Her research interests lie in the extraterritorial application of human rights, human rights litigation in global governance, critical constitutionalism, and human rights protection in the context of devolution in the UK.

Dr Rooney facilitates student projects with human rights organisations in the Human Rights Implementation Centre at Bristol Law School and has actively engaged with UK parliamentary committees on issues relating to UK military operations abroad and abortion reform in Northern Ireland.

Legitimacy concerns regarding the expansion of extraterritoriality are challenged by acknowledging the significant democratic function of human rights adjudication for extraterritorial applicants.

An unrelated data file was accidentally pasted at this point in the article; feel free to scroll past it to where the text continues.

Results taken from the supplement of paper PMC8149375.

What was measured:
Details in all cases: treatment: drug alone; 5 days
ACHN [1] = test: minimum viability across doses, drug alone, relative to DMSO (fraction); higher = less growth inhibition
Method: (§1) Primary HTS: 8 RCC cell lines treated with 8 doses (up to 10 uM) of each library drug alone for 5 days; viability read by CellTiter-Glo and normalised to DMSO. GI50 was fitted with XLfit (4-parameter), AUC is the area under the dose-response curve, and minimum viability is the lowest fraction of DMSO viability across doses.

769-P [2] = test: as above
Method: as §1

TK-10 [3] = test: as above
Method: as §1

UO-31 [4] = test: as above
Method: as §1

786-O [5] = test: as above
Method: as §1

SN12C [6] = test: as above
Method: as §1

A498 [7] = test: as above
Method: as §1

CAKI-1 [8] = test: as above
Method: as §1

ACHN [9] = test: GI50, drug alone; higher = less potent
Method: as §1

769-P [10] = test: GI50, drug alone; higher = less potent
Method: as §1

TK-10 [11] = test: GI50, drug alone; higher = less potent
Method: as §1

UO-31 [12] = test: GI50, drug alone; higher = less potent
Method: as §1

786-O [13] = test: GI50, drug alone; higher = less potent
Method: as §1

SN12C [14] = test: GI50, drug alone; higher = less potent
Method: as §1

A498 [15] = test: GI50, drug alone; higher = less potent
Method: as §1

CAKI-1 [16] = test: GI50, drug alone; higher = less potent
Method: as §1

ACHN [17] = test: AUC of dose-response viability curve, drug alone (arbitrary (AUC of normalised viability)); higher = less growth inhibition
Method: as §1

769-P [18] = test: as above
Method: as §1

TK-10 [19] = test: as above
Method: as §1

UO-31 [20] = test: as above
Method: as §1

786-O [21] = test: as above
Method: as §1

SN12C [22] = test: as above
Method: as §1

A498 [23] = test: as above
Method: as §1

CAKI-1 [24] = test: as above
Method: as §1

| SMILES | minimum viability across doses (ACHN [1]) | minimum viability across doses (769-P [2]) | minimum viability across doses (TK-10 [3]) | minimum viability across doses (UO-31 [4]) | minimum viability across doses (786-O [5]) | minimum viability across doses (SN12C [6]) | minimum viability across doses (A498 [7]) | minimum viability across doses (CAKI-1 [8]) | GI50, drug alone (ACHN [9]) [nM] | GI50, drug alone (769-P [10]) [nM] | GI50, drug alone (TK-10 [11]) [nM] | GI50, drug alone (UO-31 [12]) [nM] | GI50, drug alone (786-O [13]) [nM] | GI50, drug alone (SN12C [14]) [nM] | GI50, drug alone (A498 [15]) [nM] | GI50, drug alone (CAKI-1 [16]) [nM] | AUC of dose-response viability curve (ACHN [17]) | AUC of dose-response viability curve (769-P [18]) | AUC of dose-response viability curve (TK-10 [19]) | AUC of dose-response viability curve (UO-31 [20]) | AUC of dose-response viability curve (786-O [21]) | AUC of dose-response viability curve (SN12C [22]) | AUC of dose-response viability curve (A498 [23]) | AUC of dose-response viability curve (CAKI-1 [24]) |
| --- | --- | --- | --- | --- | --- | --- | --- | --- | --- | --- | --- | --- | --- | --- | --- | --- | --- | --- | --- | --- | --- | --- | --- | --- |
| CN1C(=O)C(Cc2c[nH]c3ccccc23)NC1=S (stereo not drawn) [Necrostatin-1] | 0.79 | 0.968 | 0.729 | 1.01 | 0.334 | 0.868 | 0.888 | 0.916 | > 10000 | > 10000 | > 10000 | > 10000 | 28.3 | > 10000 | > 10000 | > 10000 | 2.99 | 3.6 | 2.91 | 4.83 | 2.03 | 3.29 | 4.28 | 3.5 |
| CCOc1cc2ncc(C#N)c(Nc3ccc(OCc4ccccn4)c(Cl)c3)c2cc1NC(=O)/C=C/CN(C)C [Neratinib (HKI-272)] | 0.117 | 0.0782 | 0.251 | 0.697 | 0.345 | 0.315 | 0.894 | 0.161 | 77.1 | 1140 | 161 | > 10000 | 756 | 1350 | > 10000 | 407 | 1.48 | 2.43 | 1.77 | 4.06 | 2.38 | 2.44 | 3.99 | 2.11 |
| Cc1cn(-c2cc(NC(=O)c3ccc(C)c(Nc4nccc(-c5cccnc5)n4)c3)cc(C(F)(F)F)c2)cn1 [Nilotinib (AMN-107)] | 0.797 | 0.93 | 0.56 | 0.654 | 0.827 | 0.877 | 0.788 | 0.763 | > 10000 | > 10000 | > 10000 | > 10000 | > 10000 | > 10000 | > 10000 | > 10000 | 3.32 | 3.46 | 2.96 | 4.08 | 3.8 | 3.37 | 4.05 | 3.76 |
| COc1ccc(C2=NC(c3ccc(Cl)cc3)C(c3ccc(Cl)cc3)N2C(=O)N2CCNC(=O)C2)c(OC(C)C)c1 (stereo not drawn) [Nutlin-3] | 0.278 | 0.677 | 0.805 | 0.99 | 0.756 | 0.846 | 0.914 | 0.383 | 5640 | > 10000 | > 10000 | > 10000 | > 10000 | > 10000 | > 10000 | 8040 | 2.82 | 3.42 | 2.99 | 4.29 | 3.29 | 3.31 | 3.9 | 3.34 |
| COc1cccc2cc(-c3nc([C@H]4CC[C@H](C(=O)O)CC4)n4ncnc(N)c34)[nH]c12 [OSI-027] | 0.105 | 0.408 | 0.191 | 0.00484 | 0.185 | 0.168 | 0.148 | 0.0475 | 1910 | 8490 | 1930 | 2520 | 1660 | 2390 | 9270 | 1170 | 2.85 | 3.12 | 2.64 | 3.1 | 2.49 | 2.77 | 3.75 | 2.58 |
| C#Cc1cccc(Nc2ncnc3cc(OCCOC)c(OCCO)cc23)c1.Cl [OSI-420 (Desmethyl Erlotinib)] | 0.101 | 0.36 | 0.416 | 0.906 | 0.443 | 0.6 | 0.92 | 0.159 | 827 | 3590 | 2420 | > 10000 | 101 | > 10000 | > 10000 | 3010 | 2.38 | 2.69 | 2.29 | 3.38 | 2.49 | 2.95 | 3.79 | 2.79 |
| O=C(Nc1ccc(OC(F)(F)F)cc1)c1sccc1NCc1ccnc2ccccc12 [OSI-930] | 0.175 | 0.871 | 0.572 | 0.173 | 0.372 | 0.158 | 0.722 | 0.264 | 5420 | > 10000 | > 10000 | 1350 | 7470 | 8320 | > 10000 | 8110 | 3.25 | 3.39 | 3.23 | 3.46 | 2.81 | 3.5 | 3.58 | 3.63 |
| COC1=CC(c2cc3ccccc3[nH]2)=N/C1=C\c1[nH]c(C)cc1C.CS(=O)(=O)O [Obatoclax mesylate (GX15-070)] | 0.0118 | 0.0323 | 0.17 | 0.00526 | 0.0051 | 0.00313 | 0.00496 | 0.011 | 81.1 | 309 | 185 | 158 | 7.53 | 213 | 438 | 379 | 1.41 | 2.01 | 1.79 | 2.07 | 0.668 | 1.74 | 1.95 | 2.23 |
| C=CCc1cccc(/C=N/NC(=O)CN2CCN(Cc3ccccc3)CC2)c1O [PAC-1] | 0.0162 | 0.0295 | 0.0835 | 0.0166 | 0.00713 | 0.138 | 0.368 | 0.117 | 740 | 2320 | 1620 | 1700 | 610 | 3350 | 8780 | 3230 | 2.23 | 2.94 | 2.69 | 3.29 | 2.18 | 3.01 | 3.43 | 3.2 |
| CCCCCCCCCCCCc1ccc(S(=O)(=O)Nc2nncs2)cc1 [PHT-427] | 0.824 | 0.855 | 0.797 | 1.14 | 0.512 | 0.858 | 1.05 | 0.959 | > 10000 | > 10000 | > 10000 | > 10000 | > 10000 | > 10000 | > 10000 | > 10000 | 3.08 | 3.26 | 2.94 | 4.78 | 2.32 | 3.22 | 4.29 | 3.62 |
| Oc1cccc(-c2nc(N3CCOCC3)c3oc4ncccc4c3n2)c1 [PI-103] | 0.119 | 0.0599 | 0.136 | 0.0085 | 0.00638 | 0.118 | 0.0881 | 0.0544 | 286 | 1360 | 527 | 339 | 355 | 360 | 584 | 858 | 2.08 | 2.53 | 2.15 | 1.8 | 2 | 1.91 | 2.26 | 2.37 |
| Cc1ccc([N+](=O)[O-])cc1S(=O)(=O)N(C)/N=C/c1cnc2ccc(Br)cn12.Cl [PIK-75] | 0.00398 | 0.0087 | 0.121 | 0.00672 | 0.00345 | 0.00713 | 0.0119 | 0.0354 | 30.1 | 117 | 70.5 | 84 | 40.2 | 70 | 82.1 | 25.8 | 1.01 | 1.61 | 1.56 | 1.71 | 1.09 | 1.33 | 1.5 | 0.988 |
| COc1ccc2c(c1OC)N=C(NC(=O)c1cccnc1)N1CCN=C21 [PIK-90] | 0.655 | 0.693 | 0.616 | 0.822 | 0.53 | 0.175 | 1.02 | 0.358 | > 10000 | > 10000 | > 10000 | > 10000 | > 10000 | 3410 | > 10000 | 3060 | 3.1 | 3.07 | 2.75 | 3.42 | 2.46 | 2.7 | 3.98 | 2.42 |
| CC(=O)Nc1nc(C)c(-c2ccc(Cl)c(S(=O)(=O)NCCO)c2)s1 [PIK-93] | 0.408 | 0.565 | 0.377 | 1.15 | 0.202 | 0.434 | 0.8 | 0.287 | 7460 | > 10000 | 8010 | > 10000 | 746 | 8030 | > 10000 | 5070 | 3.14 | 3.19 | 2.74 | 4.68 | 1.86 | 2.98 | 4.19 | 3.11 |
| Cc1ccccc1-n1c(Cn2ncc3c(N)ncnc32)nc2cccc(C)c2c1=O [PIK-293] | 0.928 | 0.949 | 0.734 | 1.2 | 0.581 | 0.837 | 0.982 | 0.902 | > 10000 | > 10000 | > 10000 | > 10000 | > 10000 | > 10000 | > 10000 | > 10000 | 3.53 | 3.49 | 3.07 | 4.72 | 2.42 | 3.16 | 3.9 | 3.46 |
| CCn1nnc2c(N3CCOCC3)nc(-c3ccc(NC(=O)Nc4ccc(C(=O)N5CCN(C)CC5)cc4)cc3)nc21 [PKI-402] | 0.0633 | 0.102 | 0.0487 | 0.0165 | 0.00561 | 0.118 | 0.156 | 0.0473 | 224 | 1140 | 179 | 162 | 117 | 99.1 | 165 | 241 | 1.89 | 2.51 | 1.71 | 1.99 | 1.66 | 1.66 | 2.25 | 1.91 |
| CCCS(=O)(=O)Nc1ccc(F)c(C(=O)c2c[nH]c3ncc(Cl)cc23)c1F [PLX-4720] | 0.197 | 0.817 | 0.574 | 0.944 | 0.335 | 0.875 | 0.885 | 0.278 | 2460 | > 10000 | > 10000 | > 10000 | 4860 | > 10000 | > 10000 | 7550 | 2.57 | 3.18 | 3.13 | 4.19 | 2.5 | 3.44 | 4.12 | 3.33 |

Human rights adjudication enables extraterritorial victims to participate in the law-making process, facilitates potential disempowerment and helps identify political and legal relationships that necessitate processes of good governance.

Challenges and limitations arising from the extraterritorial application of human rights are investigated through applying the unique normative frame to three case studies: corporate environmental harm, the Mexico City Policy (the Global Gag Rule) and targeted killing.

Tleuzhan’s main research interests lie in the field of public international law, in particular, international institutional law, international legal theory and international human rights law.

Her doctoral dissertation addresses individual responsibility of states for their voting behavior and other instances of participation in the decision-making process in international organizations.

Jack Harris, MA Bioethics Alumnus

Yulia Gamper, MA Bioethics Alumna